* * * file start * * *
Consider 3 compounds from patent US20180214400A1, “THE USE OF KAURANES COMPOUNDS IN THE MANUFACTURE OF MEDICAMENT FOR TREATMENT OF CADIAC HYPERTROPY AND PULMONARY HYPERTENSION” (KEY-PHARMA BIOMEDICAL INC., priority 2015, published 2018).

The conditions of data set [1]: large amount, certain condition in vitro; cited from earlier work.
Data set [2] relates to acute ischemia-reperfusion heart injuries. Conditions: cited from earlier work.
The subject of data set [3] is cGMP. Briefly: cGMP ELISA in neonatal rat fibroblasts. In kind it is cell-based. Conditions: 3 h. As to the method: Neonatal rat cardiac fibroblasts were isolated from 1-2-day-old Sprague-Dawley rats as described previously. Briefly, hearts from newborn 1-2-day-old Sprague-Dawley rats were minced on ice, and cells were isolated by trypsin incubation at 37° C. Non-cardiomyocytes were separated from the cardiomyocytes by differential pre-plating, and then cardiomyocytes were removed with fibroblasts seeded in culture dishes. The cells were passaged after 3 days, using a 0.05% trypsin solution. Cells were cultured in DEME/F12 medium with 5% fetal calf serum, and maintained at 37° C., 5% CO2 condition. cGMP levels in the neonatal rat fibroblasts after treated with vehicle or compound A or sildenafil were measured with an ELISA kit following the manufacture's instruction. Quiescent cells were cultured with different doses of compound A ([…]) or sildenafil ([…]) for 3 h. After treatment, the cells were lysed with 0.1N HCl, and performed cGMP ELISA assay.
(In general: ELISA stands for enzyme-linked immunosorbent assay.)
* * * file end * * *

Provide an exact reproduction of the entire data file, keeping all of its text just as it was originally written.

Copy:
Consider 3 compounds from patent US20180214400A1, “THE USE OF KAURANES COMPOUNDS IN THE MANUFACTURE OF MEDICAMENT FOR TREATMENT OF CADIAC HYPERTROPY AND PULMONARY HYPERTENSION” (KEY-PHARMA BIOMEDICAL INC., priority 2015, published 2018).

The conditions of data set [1]: large amount, certain condition in vitro; cited from earlier work.
Data set [2] relates to acute ischemia-reperfusion heart injuries. Conditions: cited from earlier work.
The subject of data set [3] is cGMP. Briefly: cGMP ELISA in neonatal rat fibroblasts. In kind it is cell-based. Conditions: 3 h. As to the method: Neonatal rat cardiac fibroblasts were isolated from 1-2-day-old Sprague-Dawley rats as described previously. Briefly, hearts from newborn 1-2-day-old Sprague-Dawley rats were minced on ice, and cells were isolated by trypsin incubation at 37° C. Non-cardiomyocytes were separated from the cardiomyocytes by differential pre-plating, and then cardiomyocytes were removed with fibroblasts seeded in culture dishes. The cells were passaged after 3 days, using a 0.05% trypsin solution. Cells were cultured in DEME/F12 medium with 5% fetal calf serum, and maintained at 37° C., 5% CO2 condition. cGMP levels in the neonatal rat fibroblasts after treated with vehicle or compound A or sildenafil were measured with an ELISA kit following the manufacture's instruction. Quiescent cells were cultured with different doses of compound A ([…]) or sildenafil ([…]) for 3 h. After treatment, the cells were lysed with 0.1N HCl, and performed cGMP ELISA assay.
(In general: ELISA stands for enzyme-linked immunosorbent assay.)